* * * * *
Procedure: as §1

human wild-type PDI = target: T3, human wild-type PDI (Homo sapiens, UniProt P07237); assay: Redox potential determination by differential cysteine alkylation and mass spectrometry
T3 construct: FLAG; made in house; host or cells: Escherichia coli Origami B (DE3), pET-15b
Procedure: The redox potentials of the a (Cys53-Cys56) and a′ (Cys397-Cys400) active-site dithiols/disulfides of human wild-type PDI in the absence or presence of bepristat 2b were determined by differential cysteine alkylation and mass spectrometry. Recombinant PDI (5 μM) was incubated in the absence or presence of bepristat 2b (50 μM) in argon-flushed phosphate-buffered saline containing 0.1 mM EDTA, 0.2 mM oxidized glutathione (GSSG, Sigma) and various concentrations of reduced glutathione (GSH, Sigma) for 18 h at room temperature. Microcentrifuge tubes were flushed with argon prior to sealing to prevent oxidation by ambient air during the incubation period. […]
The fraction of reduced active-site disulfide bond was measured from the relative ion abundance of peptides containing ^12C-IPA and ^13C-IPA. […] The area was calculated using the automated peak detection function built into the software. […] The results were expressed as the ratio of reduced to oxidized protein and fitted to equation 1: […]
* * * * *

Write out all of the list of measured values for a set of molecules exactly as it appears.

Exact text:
Procedure: as §1

human wild-type PDI = target: T3, human wild-type PDI (Homo sapiens, UniProt P07237); assay: Redox potential determination by differential cysteine alkylation and mass spectrometry
T3 construct: FLAG; made in house; host or cells: Escherichia coli Origami B (DE3), pET-15b
Procedure: The redox potentials of the a (Cys53-Cys56) and a′ (Cys397-Cys400) active-site dithiols/disulfides of human wild-type PDI in the absence or presence of bepristat 2b were determined by differential cysteine alkylation and mass spectrometry. Recombinant PDI (5 μM) was incubated in the absence or presence of bepristat 2b (50 μM) in argon-flushed phosphate-buffered saline containing 0.1 mM EDTA, 0.2 mM oxidized glutathione (GSSG, Sigma) and various concentrations of reduced glutathione (GSH, Sigma) for 18 h at room temperature. Microcentrifuge tubes were flushed with argon prior to sealing to prevent oxidation by ambient air during the incubation period. […]
The fraction of reduced active-site disulfide bond was measured from the relative ion abundance of peptides containing ^12C-IPA and ^13C-IPA. […] The area was calculated using the automated peak detection function built into the software. […] The results were expressed as the ratio of reduced to oxidized protein and fitted to equation 1: […]